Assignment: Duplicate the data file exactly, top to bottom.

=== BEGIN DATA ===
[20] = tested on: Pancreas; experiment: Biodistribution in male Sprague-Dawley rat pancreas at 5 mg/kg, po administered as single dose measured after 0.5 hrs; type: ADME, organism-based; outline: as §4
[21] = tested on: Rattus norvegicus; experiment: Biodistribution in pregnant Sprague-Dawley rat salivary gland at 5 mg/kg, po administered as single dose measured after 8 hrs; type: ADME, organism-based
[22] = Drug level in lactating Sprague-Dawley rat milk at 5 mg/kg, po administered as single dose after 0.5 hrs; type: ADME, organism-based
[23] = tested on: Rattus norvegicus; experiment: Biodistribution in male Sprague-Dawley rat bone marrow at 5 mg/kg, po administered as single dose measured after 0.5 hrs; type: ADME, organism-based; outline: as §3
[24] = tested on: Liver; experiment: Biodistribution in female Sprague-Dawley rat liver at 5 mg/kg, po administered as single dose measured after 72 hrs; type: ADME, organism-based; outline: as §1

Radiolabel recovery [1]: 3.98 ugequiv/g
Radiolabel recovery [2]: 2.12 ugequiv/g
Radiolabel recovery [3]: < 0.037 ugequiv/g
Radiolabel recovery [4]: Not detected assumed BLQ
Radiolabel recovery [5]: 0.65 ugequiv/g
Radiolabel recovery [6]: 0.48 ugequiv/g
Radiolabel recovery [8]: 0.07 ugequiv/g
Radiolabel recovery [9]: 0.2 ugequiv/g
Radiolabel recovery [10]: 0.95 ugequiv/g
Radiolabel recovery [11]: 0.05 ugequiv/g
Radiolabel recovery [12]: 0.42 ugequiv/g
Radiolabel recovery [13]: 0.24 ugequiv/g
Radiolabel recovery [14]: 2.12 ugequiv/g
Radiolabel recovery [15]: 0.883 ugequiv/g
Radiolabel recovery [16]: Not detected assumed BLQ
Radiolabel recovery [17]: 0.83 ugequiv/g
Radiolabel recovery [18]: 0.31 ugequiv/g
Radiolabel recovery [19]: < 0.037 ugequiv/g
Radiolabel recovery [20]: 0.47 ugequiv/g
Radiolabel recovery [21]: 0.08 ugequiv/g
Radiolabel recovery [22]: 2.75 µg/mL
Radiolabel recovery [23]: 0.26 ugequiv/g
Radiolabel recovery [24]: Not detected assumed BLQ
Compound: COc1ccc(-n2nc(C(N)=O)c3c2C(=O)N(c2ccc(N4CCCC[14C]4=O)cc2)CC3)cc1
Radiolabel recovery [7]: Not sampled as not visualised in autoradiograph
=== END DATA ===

[20] = tested on: Pancreas; experiment: Biodistribution in male Sprague-Dawley rat pancreas at 5 mg/kg, po administered as single dose measured after 0.5 hrs; type: ADME, organism-based; outline: as §4
[21] = tested on: Rattus norvegicus; experiment: Biodistribution in pregnant Sprague-Dawley rat salivary gland at 5 mg/kg, po administered as single dose measured after 8 hrs; type: ADME, organism-based
[22] = Drug level in lactating Sprague-Dawley rat milk at 5 mg/kg, po administered as single dose after 0.5 hrs; type: ADME, organism-based
[23] = tested on: Rattus norvegicus; experiment: Biodistribution in male Sprague-Dawley rat bone marrow at 5 mg/kg, po administered as single dose measured after 0.5 hrs; type: ADME, organism-based; outline: as §3
[24] = tested on: Liver; experiment: Biodistribution in female Sprague-Dawley rat liver at 5 mg/kg, po administered as single dose measured after 72 hrs; type: ADME, organism-based; outline: as §1

Radiolabel recovery [1]: 3.98 ugequiv/g
Radiolabel recovery [2]: 2.12 ugequiv/g
Radiolabel recovery [3]: < 0.037 ugequiv/g
Radiolabel recovery [4]: Not detected assumed BLQ
Radiolabel recovery [5]: 0.65 ugequiv/g
Radiolabel recovery [6]: 0.48 ugequiv/g
Radiolabel recovery [8]: 0.07 ugequiv/g
Radiolabel recovery [9]: 0.2 ugequiv/g
Radiolabel recovery [10]: 0.95 ugequiv/g
Radiolabel recovery [11]: 0.05 ugequiv/g
Radiolabel recovery [12]: 0.42 ugequiv/g
Radiolabel recovery [13]: 0.24 ugequiv/g
Radiolabel recovery [14]: 2.12 ugequiv/g
Radiolabel recovery [15]: 0.883 ugequiv/g
Radiolabel recovery [16]: Not detected assumed BLQ
Radiolabel recovery [17]: 0.83 ugequiv/g
Radiolabel recovery [18]: 0.31 ugequiv/g
Radiolabel recovery [19]: < 0.037 ugequiv/g
Radiolabel recovery [20]: 0.47 ugequiv/g
Radiolabel recovery [21]: 0.08 ugequiv/g
Radiolabel recovery [22]: 2.75 µg/mL
Radiolabel recovery [23]: 0.26 ugequiv/g
Radiolabel recovery [24]: Not detected assumed BLQ
Compound: COc1ccc(-n2nc(C(N)=O)c3c2C(=O)N(c2ccc(N4CCCC[14C]4=O)cc2)CC3)cc1
Radiolabel recovery [7]: Not sampled as not visualised in autoradiograph